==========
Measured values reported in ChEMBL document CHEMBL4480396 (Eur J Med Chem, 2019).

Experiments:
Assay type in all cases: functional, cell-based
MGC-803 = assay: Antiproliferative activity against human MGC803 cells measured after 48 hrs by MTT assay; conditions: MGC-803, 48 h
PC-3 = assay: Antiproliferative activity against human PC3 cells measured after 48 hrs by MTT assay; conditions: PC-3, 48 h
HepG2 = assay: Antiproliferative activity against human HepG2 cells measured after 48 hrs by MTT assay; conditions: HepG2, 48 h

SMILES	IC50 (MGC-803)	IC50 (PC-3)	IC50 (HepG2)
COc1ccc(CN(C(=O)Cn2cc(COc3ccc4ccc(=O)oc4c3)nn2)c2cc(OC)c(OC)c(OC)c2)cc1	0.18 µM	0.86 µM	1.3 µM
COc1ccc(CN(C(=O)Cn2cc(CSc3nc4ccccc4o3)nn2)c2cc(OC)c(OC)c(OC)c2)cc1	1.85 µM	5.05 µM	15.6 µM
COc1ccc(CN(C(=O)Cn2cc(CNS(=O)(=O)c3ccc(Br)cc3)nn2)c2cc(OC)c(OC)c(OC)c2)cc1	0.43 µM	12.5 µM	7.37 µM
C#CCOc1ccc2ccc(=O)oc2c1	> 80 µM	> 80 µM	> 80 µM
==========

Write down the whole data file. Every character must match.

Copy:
Measured values reported in ChEMBL document CHEMBL4480396 (Eur J Med Chem, 2019).

Experiments:
Assay type in all cases: functional, cell-based
MGC-803 = assay: Antiproliferative activity against human MGC803 cells measured after 48 hrs by MTT assay; conditions: MGC-803, 48 h
PC-3 = assay: Antiproliferative activity against human PC3 cells measured after 48 hrs by MTT assay; conditions: PC-3, 48 h
HepG2 = assay: Antiproliferative activity against human HepG2 cells measured after 48 hrs by MTT assay; conditions: HepG2, 48 h

SMILES	IC50 (MGC-803)	IC50 (PC-3)	IC50 (HepG2)
COc1ccc(CN(C(=O)Cn2cc(COc3ccc4ccc(=O)oc4c3)nn2)c2cc(OC)c(OC)c(OC)c2)cc1	0.18 µM	0.86 µM	1.3 µM
COc1ccc(CN(C(=O)Cn2cc(CSc3nc4ccccc4o3)nn2)c2cc(OC)c(OC)c(OC)c2)cc1	1.85 µM	5.05 µM	15.6 µM
COc1ccc(CN(C(=O)Cn2cc(CNS(=O)(=O)c3ccc(Br)cc3)nn2)c2cc(OC)c(OC)c(OC)c2)cc1	0.43 µM	12.5 µM	7.37 µM
C#CCOc1ccc2ccc(=O)oc2c1	> 80 µM	> 80 µM	> 80 µM